Kevin Spacey exclusive: Part of me feels British now but the knife crime here is shocking
Hollywood star Kevin Spacey has vowed not to quit Britain despite fears over rising crime.
The self-confessed Anglophile admits he is frightened by the endless string of shocking knife crimes that have engulfed his adopted homeland.
And he has every right to be scared. He experienced the nasty side of London first-hand in 2004 when he chased a mugger who snatched his mobile phone and suffered head injuries.
In an exclusive interview, the actor told the Mirror: "I think crime here is shocking and knife crime is shocking and everyone must do what they can to be safe.
"Hopefully that particular culture will start to be more productive and find things to do with themselves which aren't about stealing things and hurting people.
"It is terrible when you read about it, absolutely terrible."
But though his love of Blighty may be a little tarnished Spacey, artistic director at the Old Vic Theatre in London, has vowed not to give up on the UK.
"I love living in London," says New Jersey-born Kevin. "I can say with all sincerity that London is my home. This is my seventh year living in London, fifth season at the Old Vic.
"I was in New York before. It is a great city but my focus for the next six years will be in Britain.
"I will never renounce being American but there is a part of me that is British now. I may go for dual citizenship - who knows."
Spacey's love for England began when he was young. The son of a secretary and technical writer, he travelled regularly to Britain on holiday. He said: "My father was an Anglophile and so was my mother and we always took trips to Britain when I was quite young.
"When I started out I got a big break by playing at the Haymarket Theatre with Jack Lemmon in Long Day's Journey into Night when I was in my 20s."
For his latest movie, Telstar, Spacey finally gets to play a quintessential stiff upper-lipped Englishman.
The film tells the story of legendary record producer Joe Meek, the man dubbed Britain's Phil Spector.
He produced a string of hits including the first British song to top the American charts, Telstar, from a flat above a shop in North London.
But the troubled musical innovator's life was to end in tragedy when, in 1967, he killed his landlady before turning the gun on himself.
Lock, Stock and Two Smoking Barrels star Nick Moran turned the tragic story into a play and now a film with Spacey playing Meek's financial backer, Major Banks.
To get into the role, Spacey went back to his childhood. He said: "I loved late night films on television when I was growing up. They would always show old British wartime films.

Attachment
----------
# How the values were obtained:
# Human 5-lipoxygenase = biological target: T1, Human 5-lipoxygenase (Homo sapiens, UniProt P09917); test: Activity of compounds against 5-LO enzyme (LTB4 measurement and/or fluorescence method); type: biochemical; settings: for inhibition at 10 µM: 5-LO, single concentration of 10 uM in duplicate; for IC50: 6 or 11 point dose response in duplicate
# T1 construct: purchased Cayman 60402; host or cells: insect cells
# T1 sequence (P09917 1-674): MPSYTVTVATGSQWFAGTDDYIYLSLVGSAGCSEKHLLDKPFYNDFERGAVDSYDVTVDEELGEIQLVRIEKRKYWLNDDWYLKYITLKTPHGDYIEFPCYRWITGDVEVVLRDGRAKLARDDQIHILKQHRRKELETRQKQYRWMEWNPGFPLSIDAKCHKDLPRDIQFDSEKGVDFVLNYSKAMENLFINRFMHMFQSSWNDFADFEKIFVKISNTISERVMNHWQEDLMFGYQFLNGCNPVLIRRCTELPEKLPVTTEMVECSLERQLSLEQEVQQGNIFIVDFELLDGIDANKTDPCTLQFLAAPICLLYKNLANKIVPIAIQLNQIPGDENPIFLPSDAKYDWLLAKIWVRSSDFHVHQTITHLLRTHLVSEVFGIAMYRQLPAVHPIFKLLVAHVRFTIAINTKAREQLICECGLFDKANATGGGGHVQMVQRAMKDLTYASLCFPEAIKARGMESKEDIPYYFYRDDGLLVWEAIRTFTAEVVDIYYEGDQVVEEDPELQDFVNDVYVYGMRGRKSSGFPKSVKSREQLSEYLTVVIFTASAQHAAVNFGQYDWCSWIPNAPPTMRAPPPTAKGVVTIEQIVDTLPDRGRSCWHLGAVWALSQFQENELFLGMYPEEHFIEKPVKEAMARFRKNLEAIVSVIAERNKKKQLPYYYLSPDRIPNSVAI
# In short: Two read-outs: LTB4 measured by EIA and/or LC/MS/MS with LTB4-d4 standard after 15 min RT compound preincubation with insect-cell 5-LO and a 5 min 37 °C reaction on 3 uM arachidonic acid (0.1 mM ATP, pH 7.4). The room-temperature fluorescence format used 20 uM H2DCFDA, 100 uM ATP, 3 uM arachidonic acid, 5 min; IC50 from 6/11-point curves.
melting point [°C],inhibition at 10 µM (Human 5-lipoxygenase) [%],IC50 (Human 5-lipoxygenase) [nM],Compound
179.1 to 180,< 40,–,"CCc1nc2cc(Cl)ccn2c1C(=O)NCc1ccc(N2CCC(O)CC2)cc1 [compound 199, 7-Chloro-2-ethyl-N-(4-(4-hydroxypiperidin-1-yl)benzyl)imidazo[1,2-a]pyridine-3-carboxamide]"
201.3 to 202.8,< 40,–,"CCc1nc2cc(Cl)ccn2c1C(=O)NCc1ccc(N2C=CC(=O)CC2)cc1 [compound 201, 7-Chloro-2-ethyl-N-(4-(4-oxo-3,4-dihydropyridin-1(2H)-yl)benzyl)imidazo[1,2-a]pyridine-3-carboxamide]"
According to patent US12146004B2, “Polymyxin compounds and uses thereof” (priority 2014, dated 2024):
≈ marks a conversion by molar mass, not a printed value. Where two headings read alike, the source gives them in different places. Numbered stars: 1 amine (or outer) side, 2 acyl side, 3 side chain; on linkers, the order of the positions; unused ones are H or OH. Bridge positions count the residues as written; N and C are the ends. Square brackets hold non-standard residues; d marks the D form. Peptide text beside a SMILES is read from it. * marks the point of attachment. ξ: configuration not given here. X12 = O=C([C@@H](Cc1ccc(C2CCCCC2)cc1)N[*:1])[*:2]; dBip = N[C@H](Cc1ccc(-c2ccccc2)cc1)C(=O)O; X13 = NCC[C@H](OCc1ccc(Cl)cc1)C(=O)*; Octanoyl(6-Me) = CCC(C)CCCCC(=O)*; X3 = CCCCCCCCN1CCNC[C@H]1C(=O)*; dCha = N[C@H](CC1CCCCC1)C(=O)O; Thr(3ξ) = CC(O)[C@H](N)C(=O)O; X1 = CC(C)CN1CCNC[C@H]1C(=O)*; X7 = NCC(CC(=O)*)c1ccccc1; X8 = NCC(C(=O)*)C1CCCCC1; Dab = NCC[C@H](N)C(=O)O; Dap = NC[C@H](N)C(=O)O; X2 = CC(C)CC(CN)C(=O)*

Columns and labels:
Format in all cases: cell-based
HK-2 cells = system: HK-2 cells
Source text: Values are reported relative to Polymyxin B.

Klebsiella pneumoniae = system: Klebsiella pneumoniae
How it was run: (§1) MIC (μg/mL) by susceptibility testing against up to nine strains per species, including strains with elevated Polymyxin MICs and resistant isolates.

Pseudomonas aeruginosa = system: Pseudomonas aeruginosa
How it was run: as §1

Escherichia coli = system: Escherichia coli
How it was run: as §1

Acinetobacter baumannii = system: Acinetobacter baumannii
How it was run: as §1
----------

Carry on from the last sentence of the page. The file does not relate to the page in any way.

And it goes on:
"When I knew Nick was going to make a movie about it I had to be involved. I read the script and it was really well done.
"I read the script and it was pretty much all there."
Spacey also relished the prospect of going back to an era he feels is neglected by filmmakers. "The time period of the film seems to have gone missing from the movie business in Britain," he says.
"It is like the 50s and 60s don't exist because they just get passed over.
"The music world in particular was revolutionary at that time and Meek advanced the recording industry and the sense of sound. He was a real pioneer. It was such a cool period to attack. I haven't seen the final final film but when I had seen the rough I think Nick has done a great job in tackling that world."
Spacey started his career in theatre and is known as one of the best actors of his generation after success in a string of film hits such as American Beauty, LA Confidential and Se7en.
But he is also able to let his hair down and admits to having fun playing baddie Lex Luther in Superman Returns.
The one role that he still craves is to be a Bond villain. "I would love to play the villain in Bond but they haven't called yet," he laughs. "It would be fantastic.
Spacey is fast approaching a major landmark in his life. In a few weeks' time he will turn 50 but he's not worried.
"It doesn't mean that much to me. But if enough people start reminding me of it every day then perhaps it will sink in," he says, gently chiding me for my impertinence at bringing the subject up.
"But at the moment I feel as energised and driven as I have ever felt."
For now it is Britain and the work that needs to be done at the old Vic that holds his attention.
He has brought some of the greatest talents of the stage and screen to the London theatre and he feels there is more to be done.
"We are at our halfway mark, as I think of it, because we have a 10-year plan," he says. "It has been an extremely satisfying journey. I love the company and the staff and I am proud of what has been achieved."
And for the friend of Bill Clinton and a staunch Democrat, the lure of London is still far greater than that of Washington.
"I would never ever think about going into politics," he says.
"I would rather become a crack addict. I think you can be just as effective in public service." He prefers the lighter side of life and would love to do a comedy. And then there is still that Bond role...
FROM NY TO SOUTH LONDON
Kevin Spacey has carved out a comfortable life for himself since moving from New York to London.
His home is a flat in Kennington, South London, near the Old Vic. He has a Mini Cooper and lists among his friends, Tony Blair, Dame Judi Dench and Sir Elton John.
He has overseen the rejuvenation of the theatre producing and starring in productions like Richard II. Even when he is away shooting a movie, he is constantly in touch with his colleagues back in London. "No matter where I am, I am always running the Old Vic. Thank God for BlackBerrys and email," he said.
His revival of Alan Ayckbourn's, The Norman Conquests, won a prestigious Tony award on Broadway.